Did you ever imagine that tooth decay would be one of the most widespread and most expensive to treat bacterial diseases in the world? Tooth decay caused by bacteria can significantly impact the teeth and also the health of the entire body.
Researchers at Tel Aviv University have found a way to combat tooth decay using potent antibacterial components in dental fillings.
The researchers found that by using resin-based composites mixed with antibacterial nano-assemblies, they could slow down the growth of the bacteria that can damage teeth, preventing recurrent cavities and lowering the need for root canal procedures.
The study was published in the American Chemical Society's journal, Applied Materials & Interfaces, on May 28.
'When bacteria grow on the surface of the teeth in sticky dental plaque, they can eat away at the tooth enamel,' said Dr. Sean Endsley, a Waco, Texas, dentist.
While dental plaque can be removed from tooth enamel through brushing, flossing and regular trips to the dentist, it is always an ongoing battle to keep bacteria at bay.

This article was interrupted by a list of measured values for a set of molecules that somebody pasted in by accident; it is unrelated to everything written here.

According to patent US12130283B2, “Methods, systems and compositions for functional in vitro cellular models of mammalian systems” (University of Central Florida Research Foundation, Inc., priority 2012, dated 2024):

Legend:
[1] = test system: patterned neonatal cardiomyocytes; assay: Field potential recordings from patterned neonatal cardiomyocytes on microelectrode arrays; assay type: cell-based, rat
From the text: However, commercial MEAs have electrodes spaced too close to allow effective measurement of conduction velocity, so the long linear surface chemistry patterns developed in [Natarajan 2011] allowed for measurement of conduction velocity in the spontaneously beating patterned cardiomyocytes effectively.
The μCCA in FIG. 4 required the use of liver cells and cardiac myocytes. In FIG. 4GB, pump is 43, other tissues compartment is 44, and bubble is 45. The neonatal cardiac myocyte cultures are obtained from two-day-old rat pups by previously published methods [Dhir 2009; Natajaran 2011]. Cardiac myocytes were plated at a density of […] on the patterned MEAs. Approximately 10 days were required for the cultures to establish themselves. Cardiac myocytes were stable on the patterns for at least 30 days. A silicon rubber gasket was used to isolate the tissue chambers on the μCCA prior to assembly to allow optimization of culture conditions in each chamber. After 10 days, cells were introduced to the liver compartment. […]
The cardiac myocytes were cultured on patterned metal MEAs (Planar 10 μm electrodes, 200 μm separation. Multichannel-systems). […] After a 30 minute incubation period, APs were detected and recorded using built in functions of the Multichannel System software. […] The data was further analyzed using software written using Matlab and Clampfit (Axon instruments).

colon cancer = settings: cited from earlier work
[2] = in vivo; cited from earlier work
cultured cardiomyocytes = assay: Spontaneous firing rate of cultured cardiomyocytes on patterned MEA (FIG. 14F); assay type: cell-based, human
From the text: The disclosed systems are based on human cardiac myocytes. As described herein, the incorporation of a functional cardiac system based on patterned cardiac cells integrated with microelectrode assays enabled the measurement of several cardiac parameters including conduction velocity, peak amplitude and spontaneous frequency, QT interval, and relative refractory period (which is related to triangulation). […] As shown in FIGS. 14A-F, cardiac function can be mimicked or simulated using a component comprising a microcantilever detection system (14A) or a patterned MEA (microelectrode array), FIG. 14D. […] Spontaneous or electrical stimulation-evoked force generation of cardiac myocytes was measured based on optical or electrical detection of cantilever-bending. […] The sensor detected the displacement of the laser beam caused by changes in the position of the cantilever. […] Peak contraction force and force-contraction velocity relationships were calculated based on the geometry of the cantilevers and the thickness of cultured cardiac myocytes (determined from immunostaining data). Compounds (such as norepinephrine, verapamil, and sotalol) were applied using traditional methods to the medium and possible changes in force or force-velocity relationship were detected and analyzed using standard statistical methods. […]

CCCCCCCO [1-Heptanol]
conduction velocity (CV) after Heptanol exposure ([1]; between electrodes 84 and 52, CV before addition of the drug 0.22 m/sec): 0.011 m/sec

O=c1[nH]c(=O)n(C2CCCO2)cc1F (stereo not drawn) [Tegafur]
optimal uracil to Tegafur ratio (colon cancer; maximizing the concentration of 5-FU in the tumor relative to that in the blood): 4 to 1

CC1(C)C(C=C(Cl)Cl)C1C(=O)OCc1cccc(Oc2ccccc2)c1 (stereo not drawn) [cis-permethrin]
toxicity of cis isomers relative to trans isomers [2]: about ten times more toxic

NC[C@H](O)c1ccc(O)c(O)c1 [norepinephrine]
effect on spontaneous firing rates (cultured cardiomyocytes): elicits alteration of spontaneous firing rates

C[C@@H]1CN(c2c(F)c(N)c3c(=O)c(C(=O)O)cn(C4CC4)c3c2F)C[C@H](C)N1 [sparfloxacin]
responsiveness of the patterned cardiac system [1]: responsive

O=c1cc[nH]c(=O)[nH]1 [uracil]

'When the balance of the mouth is tipped, and bacteria begin to grow, you're at risk of cavities,' Endsley said.
Dental fillings and other restorations are often used to fix the destruction of tooth enamel, but in some cases, bacteria can hang out on the edge of these dental restorations and, over time, leach underneath the filling and cause unseen or undetected damage.
This situation is known as secondary tooth decay and causes restoration failure. When restorations fail, the next step is the root canal procedure designed to remove diseased tooth pulp.
The Israeli team hopes that their new enhanced material can help reduce the need for root canals by fending off virulent and persistent bacteria. They hope that by reducing the impact of the bacteria, they can also reduce the need for multiple restorations and replacement restorations.
They also hope to reduce the cost of treating tooth decay around the world.
The antibacterial ingredient used by the Tel Aviv team is known as Fmoc-pentafluoro-L-phenylalanine. Using this particular antimicrobial meant researchers only had to use a little of it. It was also easy to put into the resin material used in the restoration.
Additional benefits of the product: It is biocompatible and quickly scaled to make the product readily available for a widespread treatment program.
According to a 2015 report published by the International and American Associations for Dental Research (IADR/AADR), the cost of treating tooth decay is about $442 billion per year.